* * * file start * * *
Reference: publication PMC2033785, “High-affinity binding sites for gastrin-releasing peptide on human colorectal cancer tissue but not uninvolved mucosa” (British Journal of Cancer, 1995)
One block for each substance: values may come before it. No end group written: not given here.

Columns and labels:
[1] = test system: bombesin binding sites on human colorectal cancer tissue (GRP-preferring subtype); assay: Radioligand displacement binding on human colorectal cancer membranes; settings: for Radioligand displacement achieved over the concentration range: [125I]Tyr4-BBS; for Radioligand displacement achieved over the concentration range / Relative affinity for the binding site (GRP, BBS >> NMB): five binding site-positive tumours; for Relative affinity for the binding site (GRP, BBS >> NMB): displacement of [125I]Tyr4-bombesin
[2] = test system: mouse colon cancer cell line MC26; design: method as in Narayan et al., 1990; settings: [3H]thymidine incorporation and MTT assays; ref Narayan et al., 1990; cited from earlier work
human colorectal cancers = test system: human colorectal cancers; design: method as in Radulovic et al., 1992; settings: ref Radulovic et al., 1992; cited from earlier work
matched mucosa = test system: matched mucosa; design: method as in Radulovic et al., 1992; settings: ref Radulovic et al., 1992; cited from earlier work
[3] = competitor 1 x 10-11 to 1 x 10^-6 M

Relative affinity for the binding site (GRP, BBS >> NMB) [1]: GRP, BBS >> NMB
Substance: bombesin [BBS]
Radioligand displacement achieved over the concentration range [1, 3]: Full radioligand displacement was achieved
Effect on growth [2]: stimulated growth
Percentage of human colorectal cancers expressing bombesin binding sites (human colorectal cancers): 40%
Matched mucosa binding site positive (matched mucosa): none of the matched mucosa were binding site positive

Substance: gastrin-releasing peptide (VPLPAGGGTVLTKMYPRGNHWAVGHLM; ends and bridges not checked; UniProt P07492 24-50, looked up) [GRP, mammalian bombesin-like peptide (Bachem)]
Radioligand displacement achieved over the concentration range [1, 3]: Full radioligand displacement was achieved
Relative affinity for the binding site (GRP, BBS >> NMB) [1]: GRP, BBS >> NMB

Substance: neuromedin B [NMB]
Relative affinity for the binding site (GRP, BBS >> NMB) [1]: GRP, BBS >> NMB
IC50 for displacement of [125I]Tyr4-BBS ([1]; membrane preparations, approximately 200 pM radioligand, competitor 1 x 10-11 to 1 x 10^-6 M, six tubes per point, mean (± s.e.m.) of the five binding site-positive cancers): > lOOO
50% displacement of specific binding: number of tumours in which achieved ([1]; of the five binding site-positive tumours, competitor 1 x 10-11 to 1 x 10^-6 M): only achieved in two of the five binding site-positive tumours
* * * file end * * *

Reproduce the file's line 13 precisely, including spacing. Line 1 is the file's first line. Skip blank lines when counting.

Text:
Percentage of human colorectal cancers expressing bombesin binding sites (human colorectal cancers): 40%